Electronic Thesis and Dissertation Repository


Master of Science




Prof. Viktor N. Staroverov


Density-functional theory (DFT) is the most widely used method of modern computational chemistry. All practical implementations of DFT rely on approximations to the unknown exchange-correlation functional. These approximations may be devised in terms of energy functionals or effective potentials. In this thesis, several approximations of the latter type are presented.

Given a set of canonical Kohn–Sham orbitals, orbital energies, and an external potential for a many-electron system, one can invert the Kohn–Sham equations in a single step to obtain the corresponding exchange-correlation potential, vXC(r). We show that for orbitals and orbital energies that are solutions of the Kohn–Sham equations with a multiplicative vXC(r) this procedure recovers vXC(r) (in the basis set limit), but for eigenfunctions of an orbital-specific one-electron operator it produces an orbital-averaged potential. In particular, substitution of Hartree–Fock orbitals and eigenvalues into the Kohn–Sham inversion formula is a fast way to compute the Slater potential. In the same way we obtain, for the first time, orbital-averaged exchange and correlation potentials for hybrid and kinetic-energy-density-dependent functionals. We also show how the Kohn–Sham inversion approach can be used to compute functional derivatives of explicit density functionals and to approximate functional derivatives of orbital-dependent functionals.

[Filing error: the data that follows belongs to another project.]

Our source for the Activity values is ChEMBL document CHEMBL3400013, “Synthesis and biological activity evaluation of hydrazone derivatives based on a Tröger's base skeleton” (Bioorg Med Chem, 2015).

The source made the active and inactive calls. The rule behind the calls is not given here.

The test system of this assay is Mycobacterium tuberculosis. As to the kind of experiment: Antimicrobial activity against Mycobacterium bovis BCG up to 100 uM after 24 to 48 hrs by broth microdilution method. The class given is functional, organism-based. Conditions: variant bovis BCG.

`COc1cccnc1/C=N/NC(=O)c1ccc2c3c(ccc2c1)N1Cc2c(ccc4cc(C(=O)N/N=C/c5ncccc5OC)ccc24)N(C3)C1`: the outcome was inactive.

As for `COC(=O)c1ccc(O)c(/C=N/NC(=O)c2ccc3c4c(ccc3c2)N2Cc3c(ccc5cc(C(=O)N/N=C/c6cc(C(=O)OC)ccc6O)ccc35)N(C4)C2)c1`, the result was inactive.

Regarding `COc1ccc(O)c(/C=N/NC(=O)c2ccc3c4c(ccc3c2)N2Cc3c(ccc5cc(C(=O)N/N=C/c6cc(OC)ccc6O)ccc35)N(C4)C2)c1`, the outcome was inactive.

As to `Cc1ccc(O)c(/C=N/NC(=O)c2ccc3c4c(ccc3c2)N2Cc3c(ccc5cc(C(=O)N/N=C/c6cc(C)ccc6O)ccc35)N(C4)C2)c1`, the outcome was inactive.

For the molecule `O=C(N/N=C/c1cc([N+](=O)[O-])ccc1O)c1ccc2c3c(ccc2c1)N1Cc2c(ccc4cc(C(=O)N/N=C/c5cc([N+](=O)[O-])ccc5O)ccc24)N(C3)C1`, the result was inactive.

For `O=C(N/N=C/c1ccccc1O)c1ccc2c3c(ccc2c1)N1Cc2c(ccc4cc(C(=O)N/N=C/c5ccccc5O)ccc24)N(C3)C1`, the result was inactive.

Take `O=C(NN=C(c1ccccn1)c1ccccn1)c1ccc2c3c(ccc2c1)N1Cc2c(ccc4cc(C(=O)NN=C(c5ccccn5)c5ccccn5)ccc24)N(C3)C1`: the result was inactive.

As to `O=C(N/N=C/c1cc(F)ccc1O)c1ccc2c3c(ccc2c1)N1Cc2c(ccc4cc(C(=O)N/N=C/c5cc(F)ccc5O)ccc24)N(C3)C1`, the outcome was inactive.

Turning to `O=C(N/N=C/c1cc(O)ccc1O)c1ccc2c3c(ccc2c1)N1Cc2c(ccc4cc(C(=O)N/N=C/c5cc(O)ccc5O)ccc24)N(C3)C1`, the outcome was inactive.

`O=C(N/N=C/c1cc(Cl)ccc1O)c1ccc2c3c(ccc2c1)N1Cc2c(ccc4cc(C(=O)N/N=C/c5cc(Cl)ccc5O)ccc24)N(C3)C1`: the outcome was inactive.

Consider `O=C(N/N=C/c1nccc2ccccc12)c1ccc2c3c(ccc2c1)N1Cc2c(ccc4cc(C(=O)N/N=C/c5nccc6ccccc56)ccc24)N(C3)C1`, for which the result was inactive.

Motivated by the absence of an efficient practical method for computing the exact- exchange optimized effective potential (OEP) we devised the Kohn–Sham exchange-correlation potential corresponding to a Hartree–Fock electron density. This potential is almost indistinguishable from the OEP and, when used as an approximation to the OEP, is vastly better than all existing models. Using our method one can obtain unambiguous, nearly exact OEPs for any finite one-electron basis set at the same low cost as the Krieger–Li–Iafrate and Becke–Johnson potentials. For all practical purposes, this solves the long-standing problem of black-box construction of OEPs in exact-exchange calculations.